Success can mean a lot of different things to a lot of different people.
Some find personal achievement in money, awards, diplomas.
Others in their name written in an old book, their name engraved on a crystal trophy, their name embedded in a terrazzo and brass star in a sidewalk…
And even other others pursue critical acclaim for their novel, movie, painting, song…
Depending on how much or how little of those things they have experienced in life, people can to a fair degree of certainty assess how successful they’ve been in their ventures when lost in a moment of reflection.
Whatever your notion of personal success may be though – you won’t get there alone.
Sure – drive, ambition, determination, consistency, attention to detail, mental toughness are all some of the key characteristics that will get you far but remember:
“No man is an island.”
To paraphrase what I heard Grayson Perry once say – whatever success you might have experienced up until this point, it would be foolish to think that you did it all by yourself.
You’ve had many people behind the scenes support you in your journey up to this point.
You have them to thank for it.
Because without them – in all likelihood, you wouldn’t be here.
Moms, dads, brothers, sisters, friends, mentors, dissertation supervisors – they all could have had some bearing on whatever success you have already enjoyed in your life; they all could have influenced your life in both immeasurable and nuanced ways.
They – as well as new and special characters that have yet to appear in your life – will also be a big part of whatever success that you have yet to experience someday down the line.
To a vast extent, your personal success boils down to the people that will help you achieve it.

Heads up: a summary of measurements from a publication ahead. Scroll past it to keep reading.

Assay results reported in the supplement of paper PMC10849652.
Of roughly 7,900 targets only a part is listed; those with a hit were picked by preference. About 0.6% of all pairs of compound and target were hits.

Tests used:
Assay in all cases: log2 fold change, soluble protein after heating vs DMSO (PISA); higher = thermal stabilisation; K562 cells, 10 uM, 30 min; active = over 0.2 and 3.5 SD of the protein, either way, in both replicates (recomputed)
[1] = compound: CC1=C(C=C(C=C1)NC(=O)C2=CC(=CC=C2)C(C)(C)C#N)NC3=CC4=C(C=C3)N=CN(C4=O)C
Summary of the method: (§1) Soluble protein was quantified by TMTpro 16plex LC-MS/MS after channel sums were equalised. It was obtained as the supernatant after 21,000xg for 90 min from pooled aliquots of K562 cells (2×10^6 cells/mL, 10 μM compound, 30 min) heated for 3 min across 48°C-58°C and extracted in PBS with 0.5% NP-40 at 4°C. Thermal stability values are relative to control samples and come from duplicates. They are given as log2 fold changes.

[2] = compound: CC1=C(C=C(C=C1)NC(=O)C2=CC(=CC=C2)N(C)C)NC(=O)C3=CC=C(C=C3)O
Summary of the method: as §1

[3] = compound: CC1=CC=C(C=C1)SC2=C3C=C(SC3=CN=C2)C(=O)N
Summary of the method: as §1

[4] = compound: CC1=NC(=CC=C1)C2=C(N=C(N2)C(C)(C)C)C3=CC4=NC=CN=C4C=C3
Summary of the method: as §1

That is, to who you know and who you surround yourself with.
“You are the average of the five people you spend the most time with.”
To upgrade your notion of personal success, find the hotspots and surround yourself with phenomenal achievers.
In his book Making Ideas Happen, Scott Belsky observed that the success of a company is often built upon the shoulders of a handful of ‘go-to’ people.
“A study done in one large Fortune 500 company asked employees to complete a survey about who they go to for help.
Whether it was a computer question, a finance inquiry, or something about the history of the business, employees were asked to provide the names of their ‘go-to’ people.
Once the data points were collected, researchers mapped it out to graphically illustrate the flows of information. It quickly became clear that there were various particularly active ‘nodes’ of information.
Scattered throughout the organization, a handful of people functioned as the dominant go-to people who everyone else relied upon.”
Scott calls these valuable people hot spots.
Hot spots, he emphasises, are people with a huge amount of social power.
Scott goes on to talk about how he spent some time with Malcolm Gladwell years ago and how Gladwell had made a strong case for people with social power.
Here’s Scott once again: